teach strategy & research, not shiny objects


Everyone is talking about social media in PR. And not just techies. Even the dinosaurs in VP-level PR jobs know they have to figure it out to stay relevant.

Juxtapose this to the next generation of practitioners professors like me have sitting in our classrooms right now. These students know the tools and want to use them professionally, but they just don’t really have the best grasp on the practice of public relations at this point to make it really work.

And so we’re in a gray area right now.

We have the establishment grappling with understanding the tools and the future work force fumbling to turn their playgrounds into professional PR places.

That’s where professors come in.

Perhaps rightfully so these days, a staple component of nearly every campaigns class capstone project includes social media.

But we have to be careful.

We have to try to bridge these two perspectives – the wise strategic capability of the establishment in how to practice excellent public relations with the understanding of ethical and quality integration of social media tools where appropriate.

We don’t use it just to use it, we use it when the research shows that is where the audience lives.We use it as a tool & tactic to meet our goals & objectives, we don’t create a separate strategy for it.

Here’s an example from my own teaching this week. Most everyone who knows me personally knows that I’m a total Twitter addict, but when my campaigns team this semester discovered that Twitter is not among the social media in which their key publics reside, my heart will just have to break a little & they’ll downgrade their Twitter engagement plans to focus on tool that really does hit the mark. Hurt as it may, Twitter isn’t the vehicle to successfully communicate this message.

Compare that with the research done by the most recent UGA Bateman PR competition teams, led by my colleague Dr. Karen Miller Russell. Last year her Bateman team did a video showdown on YouTube with local middle schools and this year they created meaningful testimonials of “people like me” from high schoolers who are just coming to realize how they can make their college dreams a financial reality. [Plug!! To see all the videos from this UGA Bateman team, visit their YouTube channel.]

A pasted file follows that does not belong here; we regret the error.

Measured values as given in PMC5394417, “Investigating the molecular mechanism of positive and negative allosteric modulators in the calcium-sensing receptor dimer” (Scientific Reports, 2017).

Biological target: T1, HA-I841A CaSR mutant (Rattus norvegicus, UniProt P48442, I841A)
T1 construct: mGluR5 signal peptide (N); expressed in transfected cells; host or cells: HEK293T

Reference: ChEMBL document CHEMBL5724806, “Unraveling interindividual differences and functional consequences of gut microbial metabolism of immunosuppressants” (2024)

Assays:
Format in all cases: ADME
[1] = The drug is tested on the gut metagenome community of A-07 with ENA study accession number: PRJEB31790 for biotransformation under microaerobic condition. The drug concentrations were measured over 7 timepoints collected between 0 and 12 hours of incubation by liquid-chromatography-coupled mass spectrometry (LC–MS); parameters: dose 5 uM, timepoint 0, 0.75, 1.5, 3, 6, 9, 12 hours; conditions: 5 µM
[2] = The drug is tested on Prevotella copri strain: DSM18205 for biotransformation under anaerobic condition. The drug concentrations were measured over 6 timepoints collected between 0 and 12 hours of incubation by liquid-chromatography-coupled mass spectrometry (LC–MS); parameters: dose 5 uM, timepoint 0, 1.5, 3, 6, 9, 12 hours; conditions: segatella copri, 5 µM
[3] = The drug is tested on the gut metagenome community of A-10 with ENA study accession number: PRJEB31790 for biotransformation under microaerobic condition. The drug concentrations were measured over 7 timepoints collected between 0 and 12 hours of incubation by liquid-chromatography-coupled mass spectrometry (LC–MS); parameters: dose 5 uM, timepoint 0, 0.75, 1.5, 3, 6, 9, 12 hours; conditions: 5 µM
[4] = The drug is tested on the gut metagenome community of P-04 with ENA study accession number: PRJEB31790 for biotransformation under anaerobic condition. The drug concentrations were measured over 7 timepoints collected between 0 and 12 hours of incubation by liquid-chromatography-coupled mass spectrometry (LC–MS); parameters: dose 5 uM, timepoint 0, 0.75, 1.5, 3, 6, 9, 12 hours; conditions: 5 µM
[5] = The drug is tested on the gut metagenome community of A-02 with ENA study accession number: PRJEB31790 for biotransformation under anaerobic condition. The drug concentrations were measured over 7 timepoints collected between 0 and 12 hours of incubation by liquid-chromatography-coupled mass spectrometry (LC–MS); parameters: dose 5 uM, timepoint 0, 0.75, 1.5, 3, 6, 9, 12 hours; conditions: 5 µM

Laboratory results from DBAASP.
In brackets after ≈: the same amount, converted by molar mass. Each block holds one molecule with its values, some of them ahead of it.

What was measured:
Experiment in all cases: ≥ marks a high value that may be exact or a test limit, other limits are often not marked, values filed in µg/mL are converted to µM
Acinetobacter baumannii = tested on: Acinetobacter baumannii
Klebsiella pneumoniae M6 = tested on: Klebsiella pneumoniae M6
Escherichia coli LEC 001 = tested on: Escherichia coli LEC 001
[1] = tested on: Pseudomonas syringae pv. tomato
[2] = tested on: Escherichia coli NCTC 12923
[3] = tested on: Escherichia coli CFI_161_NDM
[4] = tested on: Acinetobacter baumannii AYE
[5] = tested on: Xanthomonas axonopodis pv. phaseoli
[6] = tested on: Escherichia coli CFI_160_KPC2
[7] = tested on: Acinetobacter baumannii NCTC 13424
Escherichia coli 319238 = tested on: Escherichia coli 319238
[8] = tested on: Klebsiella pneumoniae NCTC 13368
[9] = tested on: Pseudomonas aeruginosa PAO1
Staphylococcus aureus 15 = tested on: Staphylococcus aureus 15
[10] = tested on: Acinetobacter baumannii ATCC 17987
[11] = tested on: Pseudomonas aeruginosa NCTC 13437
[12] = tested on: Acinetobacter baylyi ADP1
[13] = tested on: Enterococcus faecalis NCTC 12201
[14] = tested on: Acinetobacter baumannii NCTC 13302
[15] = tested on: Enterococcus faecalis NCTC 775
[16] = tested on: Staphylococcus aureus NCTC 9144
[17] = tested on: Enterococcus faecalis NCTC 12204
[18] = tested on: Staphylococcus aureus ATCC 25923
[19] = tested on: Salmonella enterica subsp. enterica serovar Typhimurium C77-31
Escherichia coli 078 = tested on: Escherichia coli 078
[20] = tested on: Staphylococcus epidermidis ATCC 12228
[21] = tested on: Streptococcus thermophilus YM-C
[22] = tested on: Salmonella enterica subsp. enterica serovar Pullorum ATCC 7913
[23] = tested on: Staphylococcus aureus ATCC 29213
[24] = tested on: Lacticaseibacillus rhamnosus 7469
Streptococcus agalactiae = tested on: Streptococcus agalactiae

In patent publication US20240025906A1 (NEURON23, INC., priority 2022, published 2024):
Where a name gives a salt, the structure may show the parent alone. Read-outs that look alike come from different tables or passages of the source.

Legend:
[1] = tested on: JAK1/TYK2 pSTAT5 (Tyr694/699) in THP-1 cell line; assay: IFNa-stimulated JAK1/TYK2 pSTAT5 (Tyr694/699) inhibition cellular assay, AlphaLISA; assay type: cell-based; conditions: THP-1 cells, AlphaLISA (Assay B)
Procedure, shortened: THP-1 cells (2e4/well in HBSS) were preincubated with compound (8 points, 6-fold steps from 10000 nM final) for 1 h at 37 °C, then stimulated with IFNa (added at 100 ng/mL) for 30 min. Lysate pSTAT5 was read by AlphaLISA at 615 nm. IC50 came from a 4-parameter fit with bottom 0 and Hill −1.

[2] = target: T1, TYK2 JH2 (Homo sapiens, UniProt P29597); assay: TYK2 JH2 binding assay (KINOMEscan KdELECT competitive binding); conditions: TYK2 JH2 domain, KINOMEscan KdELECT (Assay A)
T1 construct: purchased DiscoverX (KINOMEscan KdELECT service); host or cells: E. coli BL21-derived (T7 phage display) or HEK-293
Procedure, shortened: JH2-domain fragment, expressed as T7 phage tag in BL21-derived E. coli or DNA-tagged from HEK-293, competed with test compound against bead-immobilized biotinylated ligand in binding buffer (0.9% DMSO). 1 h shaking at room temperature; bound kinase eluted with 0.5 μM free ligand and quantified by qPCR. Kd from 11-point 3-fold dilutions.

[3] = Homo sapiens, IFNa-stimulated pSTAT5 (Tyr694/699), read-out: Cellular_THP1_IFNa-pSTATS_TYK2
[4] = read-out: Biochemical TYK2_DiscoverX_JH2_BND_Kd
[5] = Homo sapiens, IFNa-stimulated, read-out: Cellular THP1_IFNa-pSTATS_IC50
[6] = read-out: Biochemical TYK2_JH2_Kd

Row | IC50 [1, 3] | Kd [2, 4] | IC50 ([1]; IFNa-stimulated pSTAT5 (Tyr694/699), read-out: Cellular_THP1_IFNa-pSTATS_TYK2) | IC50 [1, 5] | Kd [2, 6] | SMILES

As the bridge between today and tomorrow, PR professors have a big responsibility. We have to be able move beyond “shiny object syndrome” that captivate many with regard to social media, & we have to identify how the tactical use of social media fits into the overall traditional campaign strategy.

So my plea to PR professors comes down to 3 easy requests:

  • Don’t wing it when it comes to integrating social media into the curriculum. Approach it as you would any other serious topic in the syllabus.
  • Ask yourself how integration of the social media tactic fits into the strategy, do research to find out which social media spaces your target publics are in, then most importantly understand the unique varying culture that occurs in different social media spaces.
  • Know ethics backwards & forwards, & spend time talking to students about getting the lay of the land before jumping in.

Why am I writing this post covering the obvious? Well, simple. I’m seeing my peers teach their students “how to use social media” & they are getting it wrong.

So, professors, do your homework before you assign homework to your students. There is a lot riding on this & we need to get it right.

[This was cross-posted on the PR Profs blog, sponsored by the NCA PR Division]

4 Responses so far.

  1. PR Profs says:

    […] 03 2009 [This was cross-posted on so this is mass […]

  2. This touches on an important point that’s as relevant in the field as it is in the education arena. Seasoned PR professionals are often overwhelmed by the technology, as well as the vast array of tools out there. Younger account execs may possess the knowledge and skills to make use of the latest social media tools, but don’t necessarily understand how to use them effectively. The bottom line is that, as with any other communication tool, it’s critical to identify the goals before launching into a campaign. Once we understand what it is we want to accomplish we can select appropriate social media to communicate our message.

    A second and related problem is that with the rise of social media, the nature of communication has changed from the one-way messaging of TV, radio and print to a two-way exchange, in which everyone has a voice. We can’t apply pre-Web 2.0 strategies to the world of social media. Campaigns that use Facebook or Twitter or what-have-you as simply another forum in which to “pitch” an audience are doomed to fail. The value of social media for PR is that it allows us to build relationships (and again, these relationships are meaningful only when we know our goals), and as a result, if we’re effective, develop a following that will spread our message further than we could ever do on our own.

  3. Kelli Burns says:

    Hi Kaye,
    I was on the New PR Wiki and came over here to check out your blog. I’m a UF Ph.D. as well who is now at USF. I was curious what you meant when you said that some of your peers are getting it wrong when it comes to social media. I don’t teach campaigns, so maybe you are referring to students who are throwing in social media just for the heck of it. I would like to think that a lot of your peers are doing it right as well.

  4. Kelli Burns says:

    Kaye,
    I admit that I read your post backwards and now I see more clearly what you are referring to.

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